::Blink.:: Why does this feel so familiar? So, I’ve spent the last two and a half years thinking ‘I should blog about this again. Because I have found a formative influence. When I started the blog, was I thinking, Anais Nin? §§ Virginia Woolf?§§§ May Sarton?# No. Clearly I aspired to the dizzyingly high standards of frittery and piffle of Peg Bracken. And here’s the clincher: she uses footnotes. Yes! Footnotes! I admit she doesn’t use as many as I do## but she uses them in a stimulating manner. ###
So imagine my pleasure and delight when this appeared on my Twitter feed yesterday:
PublishersWkly The “I Hate to Cook Book” turns 50 with a new anniversary edition http://bit.ly/bGPTEG
Will I buy it? Probably. I hope they kept the Hilary Knight illustrations. Of their time? Sure. But so is Bracken. Not all of it will translate—and I wouldn’t miss it, for example, if they edit out the peanut butter and ketchup canapé spread~—but I feel that a paragraph like this is timeless: ‘Some people, so they tell me, can’t make good pastry. I see no reason to doubt them. Some people can’t keep their eyes open under water, either. We all have our mental blocks to play with.’~~
* * *
* That would be September 2007. A very long time ago. I wasn’t even ringing Stedman yet. Well, at least not successfully.
** I did blog about it. I did. But lj’s search is refusing to find it for me, and I don’t feel like wrestling with its extremely uncooperative calendar. Thanks, lj! I so don’t miss you!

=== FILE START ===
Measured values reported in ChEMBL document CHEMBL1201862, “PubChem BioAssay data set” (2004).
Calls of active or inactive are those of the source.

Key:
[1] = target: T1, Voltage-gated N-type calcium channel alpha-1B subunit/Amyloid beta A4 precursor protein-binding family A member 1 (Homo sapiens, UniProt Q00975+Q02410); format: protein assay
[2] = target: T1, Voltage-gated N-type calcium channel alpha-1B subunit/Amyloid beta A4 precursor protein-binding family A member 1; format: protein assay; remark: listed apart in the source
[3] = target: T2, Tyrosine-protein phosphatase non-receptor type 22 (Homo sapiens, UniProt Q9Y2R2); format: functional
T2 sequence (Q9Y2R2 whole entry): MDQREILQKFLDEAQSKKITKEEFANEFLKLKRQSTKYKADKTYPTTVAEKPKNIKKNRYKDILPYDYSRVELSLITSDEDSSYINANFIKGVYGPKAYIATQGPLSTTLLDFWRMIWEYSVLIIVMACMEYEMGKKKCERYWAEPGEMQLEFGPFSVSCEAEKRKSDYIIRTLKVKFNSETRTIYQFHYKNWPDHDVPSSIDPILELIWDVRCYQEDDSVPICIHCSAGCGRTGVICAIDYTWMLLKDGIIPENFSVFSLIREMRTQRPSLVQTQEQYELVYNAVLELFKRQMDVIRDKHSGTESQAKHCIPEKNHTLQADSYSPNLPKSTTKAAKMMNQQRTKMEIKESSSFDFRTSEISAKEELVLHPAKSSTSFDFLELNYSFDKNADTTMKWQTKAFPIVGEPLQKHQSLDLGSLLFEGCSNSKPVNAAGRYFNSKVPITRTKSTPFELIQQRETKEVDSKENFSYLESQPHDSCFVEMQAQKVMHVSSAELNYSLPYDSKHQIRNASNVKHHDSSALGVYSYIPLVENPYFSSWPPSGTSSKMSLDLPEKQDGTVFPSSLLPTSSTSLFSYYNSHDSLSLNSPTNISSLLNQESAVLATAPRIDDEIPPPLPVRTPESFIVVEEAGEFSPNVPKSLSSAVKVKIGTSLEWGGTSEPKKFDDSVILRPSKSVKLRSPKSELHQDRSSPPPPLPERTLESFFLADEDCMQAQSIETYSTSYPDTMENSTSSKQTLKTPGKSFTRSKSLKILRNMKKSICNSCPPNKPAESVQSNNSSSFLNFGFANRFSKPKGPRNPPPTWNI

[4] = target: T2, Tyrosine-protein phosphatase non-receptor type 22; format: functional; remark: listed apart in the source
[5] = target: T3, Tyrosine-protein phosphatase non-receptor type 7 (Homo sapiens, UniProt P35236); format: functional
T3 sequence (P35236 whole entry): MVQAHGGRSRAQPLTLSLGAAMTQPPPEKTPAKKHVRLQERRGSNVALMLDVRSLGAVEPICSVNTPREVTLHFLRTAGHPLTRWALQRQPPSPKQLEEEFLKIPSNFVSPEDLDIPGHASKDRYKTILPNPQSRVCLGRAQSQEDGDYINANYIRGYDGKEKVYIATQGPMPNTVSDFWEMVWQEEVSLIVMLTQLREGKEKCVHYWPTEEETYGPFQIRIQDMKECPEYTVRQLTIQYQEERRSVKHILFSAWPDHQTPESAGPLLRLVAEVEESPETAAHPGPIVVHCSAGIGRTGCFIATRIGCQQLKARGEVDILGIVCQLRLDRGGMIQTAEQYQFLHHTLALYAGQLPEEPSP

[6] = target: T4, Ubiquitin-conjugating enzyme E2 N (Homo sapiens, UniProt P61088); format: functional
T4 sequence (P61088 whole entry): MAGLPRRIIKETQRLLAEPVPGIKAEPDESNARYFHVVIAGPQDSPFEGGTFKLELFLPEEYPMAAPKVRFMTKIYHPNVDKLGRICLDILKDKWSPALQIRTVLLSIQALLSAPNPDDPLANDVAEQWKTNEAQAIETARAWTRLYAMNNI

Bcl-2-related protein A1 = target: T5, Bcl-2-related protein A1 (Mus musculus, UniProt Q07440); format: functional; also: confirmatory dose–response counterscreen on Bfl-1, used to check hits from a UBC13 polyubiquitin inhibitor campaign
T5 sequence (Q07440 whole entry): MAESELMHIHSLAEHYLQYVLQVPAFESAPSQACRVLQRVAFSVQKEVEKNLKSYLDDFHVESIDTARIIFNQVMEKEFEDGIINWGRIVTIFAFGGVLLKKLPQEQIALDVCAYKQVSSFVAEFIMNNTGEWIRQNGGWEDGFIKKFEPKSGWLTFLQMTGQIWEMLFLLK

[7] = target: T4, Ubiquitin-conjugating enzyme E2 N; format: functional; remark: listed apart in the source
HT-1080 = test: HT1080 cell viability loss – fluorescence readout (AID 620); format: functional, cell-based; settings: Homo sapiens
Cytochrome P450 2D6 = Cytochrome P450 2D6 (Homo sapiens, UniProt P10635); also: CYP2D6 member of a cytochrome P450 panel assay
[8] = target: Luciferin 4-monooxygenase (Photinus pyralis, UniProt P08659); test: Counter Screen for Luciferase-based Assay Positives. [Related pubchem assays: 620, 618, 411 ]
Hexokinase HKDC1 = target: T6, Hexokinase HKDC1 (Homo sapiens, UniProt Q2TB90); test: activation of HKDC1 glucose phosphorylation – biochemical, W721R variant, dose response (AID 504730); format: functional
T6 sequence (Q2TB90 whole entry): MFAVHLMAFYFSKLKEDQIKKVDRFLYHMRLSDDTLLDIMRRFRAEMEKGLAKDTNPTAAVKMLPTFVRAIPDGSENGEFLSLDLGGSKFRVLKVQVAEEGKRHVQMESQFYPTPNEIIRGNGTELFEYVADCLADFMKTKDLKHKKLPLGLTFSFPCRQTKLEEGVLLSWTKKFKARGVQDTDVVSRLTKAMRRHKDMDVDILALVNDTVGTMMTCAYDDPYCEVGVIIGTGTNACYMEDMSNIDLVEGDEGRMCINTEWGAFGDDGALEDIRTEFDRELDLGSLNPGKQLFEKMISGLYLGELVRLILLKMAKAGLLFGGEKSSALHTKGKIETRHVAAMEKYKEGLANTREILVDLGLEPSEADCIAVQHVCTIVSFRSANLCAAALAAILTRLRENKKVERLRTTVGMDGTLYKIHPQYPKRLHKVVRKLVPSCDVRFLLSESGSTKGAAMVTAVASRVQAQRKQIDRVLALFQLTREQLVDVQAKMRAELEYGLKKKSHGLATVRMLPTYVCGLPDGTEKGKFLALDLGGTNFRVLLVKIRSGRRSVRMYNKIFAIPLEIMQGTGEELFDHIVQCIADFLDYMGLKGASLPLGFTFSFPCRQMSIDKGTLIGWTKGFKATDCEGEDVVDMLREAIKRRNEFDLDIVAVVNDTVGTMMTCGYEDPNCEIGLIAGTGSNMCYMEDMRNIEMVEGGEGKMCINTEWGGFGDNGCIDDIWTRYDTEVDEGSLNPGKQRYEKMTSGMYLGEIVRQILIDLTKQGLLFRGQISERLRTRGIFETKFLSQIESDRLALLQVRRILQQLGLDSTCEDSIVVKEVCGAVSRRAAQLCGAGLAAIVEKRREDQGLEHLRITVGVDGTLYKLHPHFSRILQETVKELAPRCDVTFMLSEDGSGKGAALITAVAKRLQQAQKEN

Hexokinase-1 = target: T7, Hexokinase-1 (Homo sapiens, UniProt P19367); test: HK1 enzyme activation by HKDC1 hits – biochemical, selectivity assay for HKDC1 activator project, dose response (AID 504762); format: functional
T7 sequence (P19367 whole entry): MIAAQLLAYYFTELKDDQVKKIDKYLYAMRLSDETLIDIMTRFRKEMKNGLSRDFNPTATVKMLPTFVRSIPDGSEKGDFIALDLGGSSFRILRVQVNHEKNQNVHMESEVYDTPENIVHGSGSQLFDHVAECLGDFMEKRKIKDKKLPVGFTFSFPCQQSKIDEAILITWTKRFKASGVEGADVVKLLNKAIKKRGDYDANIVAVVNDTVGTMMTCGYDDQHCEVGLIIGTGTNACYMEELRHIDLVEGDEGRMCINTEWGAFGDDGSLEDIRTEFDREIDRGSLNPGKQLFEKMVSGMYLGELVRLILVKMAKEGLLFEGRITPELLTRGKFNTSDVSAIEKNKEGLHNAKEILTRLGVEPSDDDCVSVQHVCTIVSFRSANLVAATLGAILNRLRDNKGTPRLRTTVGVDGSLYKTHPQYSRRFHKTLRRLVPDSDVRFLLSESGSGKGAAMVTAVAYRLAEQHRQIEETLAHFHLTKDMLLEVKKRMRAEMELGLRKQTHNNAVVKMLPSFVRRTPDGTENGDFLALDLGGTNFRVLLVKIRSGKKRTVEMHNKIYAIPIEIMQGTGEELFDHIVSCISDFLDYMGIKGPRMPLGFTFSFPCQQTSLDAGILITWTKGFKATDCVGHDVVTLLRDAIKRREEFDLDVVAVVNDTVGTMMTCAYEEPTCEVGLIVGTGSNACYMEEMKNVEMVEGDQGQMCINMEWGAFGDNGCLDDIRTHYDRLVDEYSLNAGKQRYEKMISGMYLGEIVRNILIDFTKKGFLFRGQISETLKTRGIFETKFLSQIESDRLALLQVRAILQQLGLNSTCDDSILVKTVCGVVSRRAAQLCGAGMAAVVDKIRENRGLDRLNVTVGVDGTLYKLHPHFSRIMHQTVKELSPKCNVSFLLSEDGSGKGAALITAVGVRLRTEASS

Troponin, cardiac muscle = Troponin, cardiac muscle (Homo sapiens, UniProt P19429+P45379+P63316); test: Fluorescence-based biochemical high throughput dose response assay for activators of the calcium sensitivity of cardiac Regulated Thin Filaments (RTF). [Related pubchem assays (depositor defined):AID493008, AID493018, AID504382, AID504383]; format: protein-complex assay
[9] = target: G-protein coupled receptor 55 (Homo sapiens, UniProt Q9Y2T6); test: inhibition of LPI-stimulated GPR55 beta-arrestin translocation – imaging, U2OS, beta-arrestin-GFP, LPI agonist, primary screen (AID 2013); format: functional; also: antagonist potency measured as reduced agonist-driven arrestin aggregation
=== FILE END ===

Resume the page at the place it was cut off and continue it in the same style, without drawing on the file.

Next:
*** Gods, I looove the internet when it works. Here’s the link to the one I read: http://www.guardian.co.uk/news/2007/dec/10/guardianobituaries.mainsection
† http://www.phrases.org.uk/meanings/lifes-too-short.html Also quoted in the Bracken obituary. I don’t know if Shirley Conran read Peg Bracken, but I would like to think they’d have got on like a house on fire. Or like two women who knew they had better things to do than stuff mushrooms.^
^ Although, yes. I have. I have gone through occasional phases of (pretty strictly culinary only) domestic goddesshood in which I not only read but applied chapters of cookbooks that during more stringent eras I wouldn’t have gone near. The crucial word in that sentence however is through. There are all kinds of things you might want to try once or twice for the experience+ even if you aren’t going to make a habit of them. I haven’t stuffed any mushrooms since I started bell ringing, say. And really if I’m going to be silly in the kitchen I’d rather be silly with icing and cookie cutters.